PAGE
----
NBA Players on the Trading Block Who Are Most Likely to Be Moved
The halfway point of the NBA season has passed and every front office is looking at the current state of their team and where they are in their respective conference.
Some teams, like the Heat, Thunder and Spurs find themselves safely atop the standings and are preparing for a long playoff run.
Most teams don't have that luxury.
For everyone else, the first three weeks of February is a time to decide whether to buy or sell, to stay the course or start over.
Will February 21 pass with just minor trades, or will a team make a move that changes the entire landscape of the league?
Here are the big names most likely to be traded.
The Los Angeles Lakers are 20-25, have fired a head coach and have had chemistry issues seemingly all season. The team has struggled to implement a new system and several new players and starts four players over 30 years old.
One of the biggest issues for the Lakers this season has been Pau Gasol's offensive struggles. He is averaging career lows in points, 12.7 per game and field-goal percentage, 44.7 percent. Gasol has never averaged less than 17.4 points per game in a season during his career.
There have been a variety of factors contributing to his struggles. First, he has struggled to stay healthy—missing 13 games—which has hurt his ability to get into a rhythm with his teammates.
This biggest issue Gasol has had is finding a place in Mike D'Antoni's offensive system. The system is fast-paced and pick-and-roll heavy while featuring very few low-post looks, Gasol's biggest strength. Kobe Bryant and Dwight Howard also excel on the block, so there is always a shortage of looks for Gasol. Often he is forced to the perimeter where he is left open and forced to shoot long jump shots.
In an ideal world, the Lakers could trade Gasol for multiple players to add depth and shooting to the roster while not taking on any long-term contracts. With his age and salary, over $19 million next season according to HoopsHype, finding a trade partner to meet those requirements will be nearly impossible.
Even though Gasol may not be happy in Los Angeles and the Lakers could stand to get younger and deeper, Gasol's value has probably dropped too much this season to get fair value in a trade. The Lakers would be best suited to keep Gasol and try to take advantage of their dominating post play to make a playoff push.
Every winter it feels like Atlanta Hawks forward Josh Smith is involved in trade rumors. This season is no exception.
Hawks GM Danny Ferry shook up the roster this summer, trading Joe Johnson to the Brooklyn Nets and Marvin Williams to the Utah Jazz. Smith may be next to go, with the Hawks in sixth in the East and the team not expected to compete for a title this season.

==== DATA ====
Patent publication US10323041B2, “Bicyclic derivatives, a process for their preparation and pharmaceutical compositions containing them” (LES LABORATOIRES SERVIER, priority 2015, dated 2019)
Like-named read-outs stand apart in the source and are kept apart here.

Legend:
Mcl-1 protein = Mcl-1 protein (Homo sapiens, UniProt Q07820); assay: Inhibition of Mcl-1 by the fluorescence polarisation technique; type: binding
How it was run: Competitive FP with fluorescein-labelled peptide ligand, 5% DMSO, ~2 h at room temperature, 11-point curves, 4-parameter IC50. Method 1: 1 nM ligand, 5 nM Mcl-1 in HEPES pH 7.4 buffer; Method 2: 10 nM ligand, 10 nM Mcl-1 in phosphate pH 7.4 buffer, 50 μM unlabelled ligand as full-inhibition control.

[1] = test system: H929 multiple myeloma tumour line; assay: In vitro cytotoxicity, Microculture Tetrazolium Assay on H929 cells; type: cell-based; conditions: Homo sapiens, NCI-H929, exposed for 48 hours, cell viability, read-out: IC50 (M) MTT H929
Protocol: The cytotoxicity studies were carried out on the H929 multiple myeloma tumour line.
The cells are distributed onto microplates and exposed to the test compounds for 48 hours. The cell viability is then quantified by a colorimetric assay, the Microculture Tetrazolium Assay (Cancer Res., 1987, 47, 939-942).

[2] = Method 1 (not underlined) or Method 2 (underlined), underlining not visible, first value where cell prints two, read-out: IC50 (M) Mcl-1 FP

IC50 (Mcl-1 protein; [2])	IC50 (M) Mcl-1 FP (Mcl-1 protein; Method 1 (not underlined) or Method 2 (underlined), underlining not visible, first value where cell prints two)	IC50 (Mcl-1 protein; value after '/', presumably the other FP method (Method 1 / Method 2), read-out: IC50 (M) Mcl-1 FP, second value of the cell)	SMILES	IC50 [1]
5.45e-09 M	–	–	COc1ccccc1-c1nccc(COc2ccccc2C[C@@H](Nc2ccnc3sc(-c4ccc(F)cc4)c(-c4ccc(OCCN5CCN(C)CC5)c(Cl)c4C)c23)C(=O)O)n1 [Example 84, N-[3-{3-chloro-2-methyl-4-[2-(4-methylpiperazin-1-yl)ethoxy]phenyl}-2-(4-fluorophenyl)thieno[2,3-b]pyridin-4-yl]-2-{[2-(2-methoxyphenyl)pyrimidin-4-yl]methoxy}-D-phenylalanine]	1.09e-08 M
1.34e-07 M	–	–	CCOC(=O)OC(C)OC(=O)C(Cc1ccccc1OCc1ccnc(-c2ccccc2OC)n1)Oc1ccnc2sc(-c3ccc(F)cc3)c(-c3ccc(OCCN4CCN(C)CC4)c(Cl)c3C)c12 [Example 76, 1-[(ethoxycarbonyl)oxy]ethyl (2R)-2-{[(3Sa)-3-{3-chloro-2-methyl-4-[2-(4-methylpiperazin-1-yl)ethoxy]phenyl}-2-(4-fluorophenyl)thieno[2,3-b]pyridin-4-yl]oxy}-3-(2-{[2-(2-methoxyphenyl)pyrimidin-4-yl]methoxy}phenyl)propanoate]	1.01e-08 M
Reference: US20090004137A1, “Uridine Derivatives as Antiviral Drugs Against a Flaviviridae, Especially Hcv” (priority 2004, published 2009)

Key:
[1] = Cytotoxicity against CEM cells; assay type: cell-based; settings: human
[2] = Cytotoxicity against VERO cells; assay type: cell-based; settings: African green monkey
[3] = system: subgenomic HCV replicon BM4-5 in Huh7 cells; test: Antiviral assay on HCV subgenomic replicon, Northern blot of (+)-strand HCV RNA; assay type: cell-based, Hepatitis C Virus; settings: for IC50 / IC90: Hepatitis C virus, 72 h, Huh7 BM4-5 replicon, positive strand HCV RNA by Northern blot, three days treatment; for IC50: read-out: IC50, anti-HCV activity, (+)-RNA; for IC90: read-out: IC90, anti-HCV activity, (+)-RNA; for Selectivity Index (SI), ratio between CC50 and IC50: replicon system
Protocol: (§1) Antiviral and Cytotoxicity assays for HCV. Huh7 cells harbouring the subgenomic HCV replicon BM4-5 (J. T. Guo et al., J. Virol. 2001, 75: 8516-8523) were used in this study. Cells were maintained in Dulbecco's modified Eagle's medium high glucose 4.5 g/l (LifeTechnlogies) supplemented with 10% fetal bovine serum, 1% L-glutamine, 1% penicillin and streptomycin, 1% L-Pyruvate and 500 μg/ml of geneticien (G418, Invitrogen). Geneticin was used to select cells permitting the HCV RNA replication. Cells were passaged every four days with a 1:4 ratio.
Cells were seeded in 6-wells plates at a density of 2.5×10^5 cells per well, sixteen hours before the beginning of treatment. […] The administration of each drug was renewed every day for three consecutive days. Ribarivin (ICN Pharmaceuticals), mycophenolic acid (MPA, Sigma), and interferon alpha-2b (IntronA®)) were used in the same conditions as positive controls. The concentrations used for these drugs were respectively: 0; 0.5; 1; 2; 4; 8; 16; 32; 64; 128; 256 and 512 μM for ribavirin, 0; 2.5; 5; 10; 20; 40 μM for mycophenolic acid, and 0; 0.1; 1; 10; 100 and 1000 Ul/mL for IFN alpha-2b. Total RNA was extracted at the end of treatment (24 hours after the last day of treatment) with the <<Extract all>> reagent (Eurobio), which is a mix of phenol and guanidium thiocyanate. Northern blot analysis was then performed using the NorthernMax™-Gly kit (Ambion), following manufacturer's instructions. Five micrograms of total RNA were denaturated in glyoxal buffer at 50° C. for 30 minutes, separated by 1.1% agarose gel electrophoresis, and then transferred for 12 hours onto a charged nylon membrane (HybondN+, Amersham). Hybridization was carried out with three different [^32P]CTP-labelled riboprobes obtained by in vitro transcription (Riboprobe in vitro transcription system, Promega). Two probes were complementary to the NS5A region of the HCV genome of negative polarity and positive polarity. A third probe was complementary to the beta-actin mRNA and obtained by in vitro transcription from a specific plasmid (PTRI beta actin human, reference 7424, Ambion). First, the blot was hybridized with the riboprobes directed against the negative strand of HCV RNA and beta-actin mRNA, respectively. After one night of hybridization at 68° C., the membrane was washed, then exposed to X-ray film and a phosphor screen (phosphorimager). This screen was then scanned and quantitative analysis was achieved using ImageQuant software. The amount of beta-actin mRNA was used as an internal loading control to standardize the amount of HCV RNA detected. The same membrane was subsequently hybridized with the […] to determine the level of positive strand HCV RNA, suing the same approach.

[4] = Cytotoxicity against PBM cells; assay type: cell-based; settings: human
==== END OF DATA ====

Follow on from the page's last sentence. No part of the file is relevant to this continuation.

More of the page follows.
Smith's suspension earlier this month, reported by ESPN, may hurt his chances of staying in Atlanta.
If he is not in Atlanta's future plans, the team can either trade him before the deadline or risk losing him for nothing this summer.
The problem is that any team with cap space this summer can wait until free agency and pursue Smith then without having to give up any assets. With this in mind, Smith's likeliest suitors will be teams close to or above the salary cap. However, there may not be a large market for a temperamental, not-quite All-Star who can leave after only a few months.
Al Jefferson leads his team in points, rebounds and minutes per game, and he has the highest player efficiency rating (PER).
Why would the Jazz look to trade him?
The Utah Jazz have a surplus of frontcourt talent. Jefferson and fellow veteran Paul Millsap are playing well—both have a PER above 20—but the Jazz cannot continue to play them both more than 30 minutes per game while developing former top-five picks Derrick Favors and Enes Kanter.
Jefferson has an expiring contract, and the Jazz will likely have plenty of offers for his services. The Jazz are seventh in the West and were swept in the first round of the 2012 playoffs, so there is no reason to believe they will contend for a title this spring.
The Jazz may run into the same issue that the Hawks will see with Smith; any team that can sign Jefferson with cap space this summer may choose to wait in their pursuit of the big man rather than give up assets in a trade. If this is the case, it is likely only playoff teams without cap room will be involved in a trade.
The Memphis Grizzlies made a salary-dumping trade last week by trading three players to the Cleveland Cavaliers that gets them under the luxury tax line, according to ESPN.com. They may not be done dealing.
The team has been rumored to be in trade talks with many teams about forward Rudy Gay. Yahoo! Sports's latest report says that the Grizzlies and Raptors are looking for a third team to facilitate a deal that would send Gay to Toronto.
The Memphis Commercial Appeal also linked the Lakers, Suns, Warriors and Wizards to Gay.
The Grizzlies are currently fourth in the West and look poised to potentially make a playoff run with a healthy Gay and Zach Randolph together for the first time.
New management is looking into trading Gay because of his contract—he is owed $38 million over the next two seasons according to HoopsHype—and his inefficient play. Although he averages over 17 points per game, Gay is currently posting a PER of 14.39, under the league average of 15.
John Hollinger, a former ESPN writer and analyst who created the PER statistic, became the VP of Basketball Operations for the Grizzlies in December.
Trading Gay would likely hurt the Grizzlies in the short run, but unloading his sizable contract would create cap flexibility for the team over the next two seasons. The Grizzlies will look at any deal that offers a combination of young players and expiring contracts.